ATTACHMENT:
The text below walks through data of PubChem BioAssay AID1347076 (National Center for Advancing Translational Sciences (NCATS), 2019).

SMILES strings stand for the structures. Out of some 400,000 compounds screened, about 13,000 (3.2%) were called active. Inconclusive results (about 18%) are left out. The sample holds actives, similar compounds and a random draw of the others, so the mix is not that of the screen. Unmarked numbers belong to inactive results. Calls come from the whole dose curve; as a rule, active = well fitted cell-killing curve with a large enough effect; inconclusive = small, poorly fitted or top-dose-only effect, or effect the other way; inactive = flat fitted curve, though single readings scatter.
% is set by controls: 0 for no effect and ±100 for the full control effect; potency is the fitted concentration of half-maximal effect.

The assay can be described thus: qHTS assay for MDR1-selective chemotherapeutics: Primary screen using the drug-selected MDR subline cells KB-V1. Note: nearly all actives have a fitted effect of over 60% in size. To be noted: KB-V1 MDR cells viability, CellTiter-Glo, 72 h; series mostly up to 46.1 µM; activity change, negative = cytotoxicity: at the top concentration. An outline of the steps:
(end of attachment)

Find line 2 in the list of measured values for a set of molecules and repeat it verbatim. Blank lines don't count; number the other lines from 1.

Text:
SMILES strings stand for the structures. Out of some 400,000 compounds screened, about 13,000 (3.2%) were called active. Inconclusive results (about 18%) are left out. The sample holds actives, similar compounds and a random draw of the others, so the mix is not that of the screen. Unmarked numbers belong to inactive results. Calls come from the whole dose curve; as a rule, active = well fitted cell-killing curve with a large enough effect; inconclusive = small, poorly fitted or top-dose-only effect, or effect the other way; inactive = flat fitted curve, though single readings scatter.